Advertisement

The dark side of the μ: on multiple solutions to renormalisation group equations, and why the CMSSM is not necessarily being ruled out

  • B. C. Allanach
  • Damien P. George
  • Ben Gripaios
Article

Abstract

When solving renormalisation group equations in a quantum field theory, one often specifies the boundary conditions at multiple renormalisation scales, such as the weak and grand-unified scales in a theory beyond the standard model. A point in the parameter space of such a model is usually specified by the values of couplings at these boundaries of the renormalisation group flow, but there is no theorem guaranteeing that such a point has a unique solution to the associated differential equations, and so there may exist multiple, phenomenologically distinct solutions, all corresponding to the same point in parameter space. We show that this is indeed the case in the constrained minimal supersymmetric standard model (CMSSM), and we exhibit such solutions, which cannot be obtained using out-of-the-box computer programs in the public domain. Some of the multiple solutions we exhibit have CP-even lightest Higgs mass predictions between 124 and 126 GeV. Without an exhaustive 11-dimensional MSSM parameter scan per CMSSM parameter point to capture all of the multiple solutions, CMSSM phenomenological analyses are incomplete.

Keywords

Supersymmetry Phenomenology 

References

  1. [1]
    E. Lindelöf, Sur lapplication de la méthode des approximations successives aux équations différentielles ordinaires du premier ordre, Comptes Rendus 114 (1894) 454.Google Scholar
  2. [2]
    M. Liu and P. Nath, Higgs boson mass, proton decay, naturalness and constraints of LHC and Planck data, arXiv:1303.7472 [INSPIRE].
  3. [3]
    V. Berezinsky, Destruction of long range order in one-dimensional and two-dimensional systems having a continuous symmetry group. 1. Classical systems, Sov. Phys. JETP 32 (1971) 493 [INSPIRE].ADSGoogle Scholar
  4. [4]
    J. Kosterlitz and D. Thouless, Ordering, metastability and phase transitions in two-dimensional systems, J. Phys. C 6 (1973) 1181 [INSPIRE].ADSGoogle Scholar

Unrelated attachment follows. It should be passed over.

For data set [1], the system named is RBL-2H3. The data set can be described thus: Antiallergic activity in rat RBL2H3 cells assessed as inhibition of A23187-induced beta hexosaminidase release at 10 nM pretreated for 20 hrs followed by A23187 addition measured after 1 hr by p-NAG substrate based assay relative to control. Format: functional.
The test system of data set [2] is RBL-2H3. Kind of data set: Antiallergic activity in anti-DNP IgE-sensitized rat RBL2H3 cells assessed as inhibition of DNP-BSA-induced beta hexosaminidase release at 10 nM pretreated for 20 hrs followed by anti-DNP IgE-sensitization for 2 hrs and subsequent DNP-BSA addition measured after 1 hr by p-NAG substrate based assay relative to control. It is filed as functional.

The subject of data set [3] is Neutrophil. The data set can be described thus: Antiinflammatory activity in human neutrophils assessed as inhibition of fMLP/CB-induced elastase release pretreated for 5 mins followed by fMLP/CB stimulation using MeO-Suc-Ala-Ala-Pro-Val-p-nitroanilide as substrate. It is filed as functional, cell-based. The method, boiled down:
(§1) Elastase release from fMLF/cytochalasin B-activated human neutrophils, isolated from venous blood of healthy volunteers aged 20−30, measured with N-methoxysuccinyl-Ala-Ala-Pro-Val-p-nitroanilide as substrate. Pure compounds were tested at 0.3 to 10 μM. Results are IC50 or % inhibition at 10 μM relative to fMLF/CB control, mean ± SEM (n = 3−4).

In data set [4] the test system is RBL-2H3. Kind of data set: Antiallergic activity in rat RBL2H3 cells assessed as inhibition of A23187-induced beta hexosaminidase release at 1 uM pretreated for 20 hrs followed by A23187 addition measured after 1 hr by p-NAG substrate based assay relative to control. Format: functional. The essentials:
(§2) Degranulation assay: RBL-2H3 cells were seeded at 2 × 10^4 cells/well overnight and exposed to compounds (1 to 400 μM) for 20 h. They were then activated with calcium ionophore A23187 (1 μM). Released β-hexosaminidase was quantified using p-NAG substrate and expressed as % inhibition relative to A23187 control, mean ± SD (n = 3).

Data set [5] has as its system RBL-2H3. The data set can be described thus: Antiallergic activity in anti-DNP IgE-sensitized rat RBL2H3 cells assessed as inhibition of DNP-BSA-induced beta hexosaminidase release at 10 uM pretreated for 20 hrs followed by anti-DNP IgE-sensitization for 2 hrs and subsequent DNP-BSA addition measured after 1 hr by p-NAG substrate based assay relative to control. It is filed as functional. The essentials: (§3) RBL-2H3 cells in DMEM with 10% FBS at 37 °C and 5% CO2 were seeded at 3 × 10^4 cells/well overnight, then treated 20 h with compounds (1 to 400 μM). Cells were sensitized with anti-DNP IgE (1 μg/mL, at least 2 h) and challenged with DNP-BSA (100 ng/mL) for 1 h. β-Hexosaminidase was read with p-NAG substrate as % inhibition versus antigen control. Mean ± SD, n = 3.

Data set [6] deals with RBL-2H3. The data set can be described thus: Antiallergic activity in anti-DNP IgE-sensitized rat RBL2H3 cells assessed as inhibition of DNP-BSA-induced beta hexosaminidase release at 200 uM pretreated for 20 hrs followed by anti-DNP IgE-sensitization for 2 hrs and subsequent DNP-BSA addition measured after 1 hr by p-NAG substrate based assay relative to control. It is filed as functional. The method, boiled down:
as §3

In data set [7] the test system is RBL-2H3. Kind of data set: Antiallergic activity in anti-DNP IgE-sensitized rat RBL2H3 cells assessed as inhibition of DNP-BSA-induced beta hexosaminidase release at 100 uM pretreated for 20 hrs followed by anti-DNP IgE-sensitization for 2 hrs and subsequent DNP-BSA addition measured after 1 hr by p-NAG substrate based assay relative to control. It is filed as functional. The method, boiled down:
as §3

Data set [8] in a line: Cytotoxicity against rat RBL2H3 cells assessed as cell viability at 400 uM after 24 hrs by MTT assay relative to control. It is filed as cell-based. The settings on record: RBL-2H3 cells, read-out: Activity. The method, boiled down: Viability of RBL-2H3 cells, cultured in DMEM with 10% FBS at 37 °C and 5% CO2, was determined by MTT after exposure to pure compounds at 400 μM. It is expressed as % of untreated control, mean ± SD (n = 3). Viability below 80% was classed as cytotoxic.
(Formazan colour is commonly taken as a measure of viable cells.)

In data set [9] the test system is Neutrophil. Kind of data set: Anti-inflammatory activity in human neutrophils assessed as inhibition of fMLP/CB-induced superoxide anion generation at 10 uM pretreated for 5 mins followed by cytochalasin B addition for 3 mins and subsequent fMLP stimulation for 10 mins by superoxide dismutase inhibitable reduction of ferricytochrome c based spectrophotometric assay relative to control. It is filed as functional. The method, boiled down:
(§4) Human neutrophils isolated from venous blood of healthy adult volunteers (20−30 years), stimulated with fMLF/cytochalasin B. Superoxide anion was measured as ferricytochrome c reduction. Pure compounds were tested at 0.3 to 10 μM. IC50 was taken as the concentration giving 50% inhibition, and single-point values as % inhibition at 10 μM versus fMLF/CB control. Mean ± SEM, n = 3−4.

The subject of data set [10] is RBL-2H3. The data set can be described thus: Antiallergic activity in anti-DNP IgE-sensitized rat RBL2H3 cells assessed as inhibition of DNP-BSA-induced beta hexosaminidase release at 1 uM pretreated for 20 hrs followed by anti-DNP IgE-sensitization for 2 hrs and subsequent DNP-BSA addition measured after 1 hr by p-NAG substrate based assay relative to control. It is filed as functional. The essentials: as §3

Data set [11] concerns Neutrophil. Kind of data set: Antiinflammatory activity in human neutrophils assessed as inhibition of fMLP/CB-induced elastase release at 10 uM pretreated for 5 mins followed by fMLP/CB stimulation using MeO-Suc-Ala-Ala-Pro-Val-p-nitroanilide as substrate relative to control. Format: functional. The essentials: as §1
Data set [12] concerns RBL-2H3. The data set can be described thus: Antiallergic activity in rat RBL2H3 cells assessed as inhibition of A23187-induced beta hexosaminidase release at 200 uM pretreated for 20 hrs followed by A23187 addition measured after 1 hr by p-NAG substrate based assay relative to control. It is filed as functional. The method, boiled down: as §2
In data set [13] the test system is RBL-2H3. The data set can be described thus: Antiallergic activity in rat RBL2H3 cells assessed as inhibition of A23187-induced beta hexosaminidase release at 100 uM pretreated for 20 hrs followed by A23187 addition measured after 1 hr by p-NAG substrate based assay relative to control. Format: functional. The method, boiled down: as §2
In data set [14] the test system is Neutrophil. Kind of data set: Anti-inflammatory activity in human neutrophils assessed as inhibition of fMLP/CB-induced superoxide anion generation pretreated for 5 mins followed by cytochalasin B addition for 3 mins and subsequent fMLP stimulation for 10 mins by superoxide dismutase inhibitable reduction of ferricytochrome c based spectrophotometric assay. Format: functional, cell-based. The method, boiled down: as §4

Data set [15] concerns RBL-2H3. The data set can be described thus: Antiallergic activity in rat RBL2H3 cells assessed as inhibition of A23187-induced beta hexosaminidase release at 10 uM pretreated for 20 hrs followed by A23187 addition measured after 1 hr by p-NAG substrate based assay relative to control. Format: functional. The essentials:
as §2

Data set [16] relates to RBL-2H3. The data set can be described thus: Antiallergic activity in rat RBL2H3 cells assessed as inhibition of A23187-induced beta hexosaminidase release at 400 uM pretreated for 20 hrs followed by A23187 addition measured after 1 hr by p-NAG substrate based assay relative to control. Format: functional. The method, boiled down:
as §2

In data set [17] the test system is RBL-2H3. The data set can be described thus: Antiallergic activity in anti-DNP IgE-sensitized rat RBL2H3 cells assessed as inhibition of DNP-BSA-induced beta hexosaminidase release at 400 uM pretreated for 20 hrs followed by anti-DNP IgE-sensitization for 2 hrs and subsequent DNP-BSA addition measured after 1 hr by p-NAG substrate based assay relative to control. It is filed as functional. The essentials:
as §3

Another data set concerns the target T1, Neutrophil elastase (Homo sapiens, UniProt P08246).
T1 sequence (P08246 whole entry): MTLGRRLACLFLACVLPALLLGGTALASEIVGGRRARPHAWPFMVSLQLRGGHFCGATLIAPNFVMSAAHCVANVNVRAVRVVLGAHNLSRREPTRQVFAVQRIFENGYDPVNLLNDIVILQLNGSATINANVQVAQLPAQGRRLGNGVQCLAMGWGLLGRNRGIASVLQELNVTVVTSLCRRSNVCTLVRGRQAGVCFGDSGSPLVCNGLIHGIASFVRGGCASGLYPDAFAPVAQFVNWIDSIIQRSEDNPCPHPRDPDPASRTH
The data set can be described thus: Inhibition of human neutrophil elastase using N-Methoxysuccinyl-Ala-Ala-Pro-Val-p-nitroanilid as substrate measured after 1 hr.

5. [5]
    A.M. Polyakov, Quark confinement and topology of gauge groups, Nucl. Phys. B 120 (1977) 429 [INSPIRE].MathSciNetADSCrossRefGoogle Scholar
  6. [6]
    B. Svetitsky and L.G. Yaffe, Critical behavior at finite temperature confinement transitions, Nucl. Phys. B 210 (1982) 423 [INSPIRE].ADSCrossRefGoogle Scholar
  7. [7]
    N.O. Agasian and K. Zarembo, Phase structure and nonperturbative states in three-dimensional adjoint Higgs model, Phys. Rev. D 57 (1998) 2475 [hep-th/9708030] [INSPIRE].ADSGoogle Scholar
  8. [8]
    B. Gripaios, Variational analysis of deconfinement in compact U(1) gauge theory, Phys. Rev. D 67 (2003) 025023 [hep-th/0211104] [INSPIRE].ADSGoogle Scholar
  9. [9]
    P. Fayet, Supersymmetry and weak, electromagnetic and strong interactions, Phys. Lett. B 64 (1976) 159 [INSPIRE].ADSGoogle Scholar
  10. [10]
    P. Fayet, Spontaneously broken supersymmetric theories of weak, electromagnetic and strong interactions, Phys. Lett. B 69 (1977) 489 [INSPIRE].ADSGoogle Scholar
  11. [11]
    G.R. Farrar and P. Fayet, Phenomenology of the production, decay and detection of new hadronic states associated with supersymmetry, Phys. Lett. B 76 (1978) 575 [INSPIRE].ADSGoogle Scholar
  12. [12]
    P. Fayet, Relations between the masses of the superpartners of leptons and quarks, the goldstino couplings and the neutral currents, Phys. Lett. B 84 (1979) 416 [INSPIRE].ADSGoogle Scholar
  13. [13]
    S. Dimopoulos and H. Georgi, Softly broken supersymmetry and SU(5), Nucl. Phys. B 193 (1981) 150 [INSPIRE].ADSCrossRefGoogle Scholar
  14. [14]
    E. Cremmer et al., SuperHiggs effect in supergravity with general scalar interactions, Phys. Lett. B 79 (1978) 231 [INSPIRE].ADSGoogle Scholar
  15. [15]
    E. Cremmer et al., Spontaneous symmetry breaking and Higgs effect in supergravity without cosmological constant, Nucl. Phys. B 147 (1979) 105 [INSPIRE].MathSciNetADSCrossRefGoogle Scholar
  16. [16]
    R. Barbieri, S. Ferrara and C.A. Savoy, Gauge models with spontaneously broken local supersymmetry, Phys. Lett. B 119 (1982) 343 [INSPIRE].ADSGoogle Scholar
  17. [17]
    M. Drees and M.M. Nojiri, Radiative symmetry breaking in minimal N = 1 supergravity with large Yukawa couplings, Nucl. Phys. B 369 (1992) 54 [INSPIRE].ADSCrossRefGoogle Scholar
  18. [18]
    Y. Yamada, SUSY and GUT threshold effects in SUSY SU(5) models, Z. Phys. C 60 (1993) 83 [INSPIRE].ADSGoogle Scholar
  19. [19]
    G. Altarelli, F. Feruglio and I. Masina, From minimal to realistic supersymmetric SU(5) grand unification, JHEP 11 (2000) 040 [hep-ph/0007254] [INSPIRE].ADSCrossRefGoogle Scholar
  20. [20]
    S. AbdusSalam et al., Benchmark models, planes, lines and points for future SUSY searches at the LHC, Eur. Phys. J. C 71 (2011) 1835 [arXiv:1109.3859] [INSPIRE].ADSCrossRefGoogle Scholar
  21. [21]